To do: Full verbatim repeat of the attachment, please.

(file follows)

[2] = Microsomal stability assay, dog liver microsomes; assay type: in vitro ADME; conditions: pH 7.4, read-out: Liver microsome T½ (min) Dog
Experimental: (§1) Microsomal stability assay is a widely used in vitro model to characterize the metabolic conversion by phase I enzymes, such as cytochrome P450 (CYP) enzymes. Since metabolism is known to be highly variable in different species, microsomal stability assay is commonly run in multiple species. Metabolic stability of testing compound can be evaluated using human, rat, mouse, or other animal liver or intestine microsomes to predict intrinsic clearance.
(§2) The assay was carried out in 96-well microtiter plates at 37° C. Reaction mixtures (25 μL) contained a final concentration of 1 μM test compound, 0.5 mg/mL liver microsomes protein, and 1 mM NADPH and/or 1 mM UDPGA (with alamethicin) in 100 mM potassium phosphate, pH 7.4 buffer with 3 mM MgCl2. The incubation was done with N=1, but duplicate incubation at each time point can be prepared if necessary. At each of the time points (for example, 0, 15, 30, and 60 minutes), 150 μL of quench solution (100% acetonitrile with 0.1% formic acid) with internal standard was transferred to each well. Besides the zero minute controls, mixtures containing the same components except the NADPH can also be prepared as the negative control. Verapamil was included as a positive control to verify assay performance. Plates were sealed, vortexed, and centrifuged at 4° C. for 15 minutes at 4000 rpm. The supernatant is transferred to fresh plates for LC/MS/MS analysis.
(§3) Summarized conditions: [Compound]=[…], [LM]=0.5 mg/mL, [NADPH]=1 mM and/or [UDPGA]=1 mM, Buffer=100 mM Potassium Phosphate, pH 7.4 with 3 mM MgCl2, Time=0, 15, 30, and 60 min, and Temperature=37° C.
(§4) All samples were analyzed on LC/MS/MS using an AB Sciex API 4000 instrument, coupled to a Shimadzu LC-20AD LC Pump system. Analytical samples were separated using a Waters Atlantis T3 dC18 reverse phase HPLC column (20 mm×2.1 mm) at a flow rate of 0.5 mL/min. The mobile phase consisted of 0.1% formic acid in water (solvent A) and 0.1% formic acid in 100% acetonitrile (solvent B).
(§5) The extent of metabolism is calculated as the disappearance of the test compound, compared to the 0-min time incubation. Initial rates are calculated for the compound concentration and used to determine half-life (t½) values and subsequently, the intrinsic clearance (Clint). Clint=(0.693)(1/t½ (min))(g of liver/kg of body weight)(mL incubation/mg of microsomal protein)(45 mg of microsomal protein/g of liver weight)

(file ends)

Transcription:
[2] = Microsomal stability assay, dog liver microsomes; assay type: in vitro ADME; conditions: pH 7.4, read-out: Liver microsome T½ (min) Dog
Experimental: (§1) Microsomal stability assay is a widely used in vitro model to characterize the metabolic conversion by phase I enzymes, such as cytochrome P450 (CYP) enzymes. Since metabolism is known to be highly variable in different species, microsomal stability assay is commonly run in multiple species. Metabolic stability of testing compound can be evaluated using human, rat, mouse, or other animal liver or intestine microsomes to predict intrinsic clearance.
(§2) The assay was carried out in 96-well microtiter plates at 37° C. Reaction mixtures (25 μL) contained a final concentration of 1 μM test compound, 0.5 mg/mL liver microsomes protein, and 1 mM NADPH and/or 1 mM UDPGA (with alamethicin) in 100 mM potassium phosphate, pH 7.4 buffer with 3 mM MgCl2. The incubation was done with N=1, but duplicate incubation at each time point can be prepared if necessary. At each of the time points (for example, 0, 15, 30, and 60 minutes), 150 μL of quench solution (100% acetonitrile with 0.1% formic acid) with internal standard was transferred to each well. Besides the zero minute controls, mixtures containing the same components except the NADPH can also be prepared as the negative control. Verapamil was included as a positive control to verify assay performance. Plates were sealed, vortexed, and centrifuged at 4° C. for 15 minutes at 4000 rpm. The supernatant is transferred to fresh plates for LC/MS/MS analysis.
(§3) Summarized conditions: [Compound]=[…], [LM]=0.5 mg/mL, [NADPH]=1 mM and/or [UDPGA]=1 mM, Buffer=100 mM Potassium Phosphate, pH 7.4 with 3 mM MgCl2, Time=0, 15, 30, and 60 min, and Temperature=37° C.
(§4) All samples were analyzed on LC/MS/MS using an AB Sciex API 4000 instrument, coupled to a Shimadzu LC-20AD LC Pump system. Analytical samples were separated using a Waters Atlantis T3 dC18 reverse phase HPLC column (20 mm×2.1 mm) at a flow rate of 0.5 mL/min. The mobile phase consisted of 0.1% formic acid in water (solvent A) and 0.1% formic acid in 100% acetonitrile (solvent B).
(§5) The extent of metabolism is calculated as the disappearance of the test compound, compared to the 0-min time incubation. Initial rates are calculated for the compound concentration and used to determine half-life (t½) values and subsequently, the intrinsic clearance (Clint). Clint=(0.693)(1/t½ (min))(g of liver/kg of body weight)(mL incubation/mg of microsomal protein)(45 mg of microsomal protein/g of liver weight)